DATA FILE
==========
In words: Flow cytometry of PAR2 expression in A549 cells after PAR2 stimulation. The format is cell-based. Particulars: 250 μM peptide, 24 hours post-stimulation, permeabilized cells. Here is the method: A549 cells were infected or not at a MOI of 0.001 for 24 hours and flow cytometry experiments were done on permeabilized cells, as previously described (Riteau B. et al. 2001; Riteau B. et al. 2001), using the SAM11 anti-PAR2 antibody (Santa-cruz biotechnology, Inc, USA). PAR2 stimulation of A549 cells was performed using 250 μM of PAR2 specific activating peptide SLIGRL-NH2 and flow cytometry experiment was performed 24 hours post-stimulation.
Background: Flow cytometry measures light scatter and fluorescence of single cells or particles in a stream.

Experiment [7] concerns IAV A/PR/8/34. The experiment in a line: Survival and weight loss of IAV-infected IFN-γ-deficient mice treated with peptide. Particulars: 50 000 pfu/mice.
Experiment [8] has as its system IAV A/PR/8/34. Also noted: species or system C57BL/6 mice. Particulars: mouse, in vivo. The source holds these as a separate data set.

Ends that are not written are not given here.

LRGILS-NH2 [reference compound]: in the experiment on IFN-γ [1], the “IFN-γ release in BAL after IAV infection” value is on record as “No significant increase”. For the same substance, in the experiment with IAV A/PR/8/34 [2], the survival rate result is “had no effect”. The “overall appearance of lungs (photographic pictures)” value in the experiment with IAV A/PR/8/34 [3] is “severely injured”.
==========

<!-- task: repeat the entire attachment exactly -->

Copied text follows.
In words: Flow cytometry of PAR2 expression in A549 cells after PAR2 stimulation. The format is cell-based. Particulars: 250 μM peptide, 24 hours post-stimulation, permeabilized cells. Here is the method: A549 cells were infected or not at a MOI of 0.001 for 24 hours and flow cytometry experiments were done on permeabilized cells, as previously described (Riteau B. et al. 2001; Riteau B. et al. 2001), using the SAM11 anti-PAR2 antibody (Santa-cruz biotechnology, Inc, USA). PAR2 stimulation of A549 cells was performed using 250 μM of PAR2 specific activating peptide SLIGRL-NH2 and flow cytometry experiment was performed 24 hours post-stimulation.
Background: Flow cytometry measures light scatter and fluorescence of single cells or particles in a stream.

Experiment [7] concerns IAV A/PR/8/34. The experiment in a line: Survival and weight loss of IAV-infected IFN-γ-deficient mice treated with peptide. Particulars: 50 000 pfu/mice.
Experiment [8] has as its system IAV A/PR/8/34. Also noted: species or system C57BL/6 mice. Particulars: mouse, in vivo. The source holds these as a separate data set.

Ends that are not written are not given here.

LRGILS-NH2 [reference compound]: in the experiment on IFN-γ [1], the “IFN-γ release in BAL after IAV infection” value is on record as “No significant increase”. For the same substance, in the experiment with IAV A/PR/8/34 [2], the survival rate result is “had no effect”. The “overall appearance of lungs (photographic pictures)” value in the experiment with IAV A/PR/8/34 [3] is “severely injured”.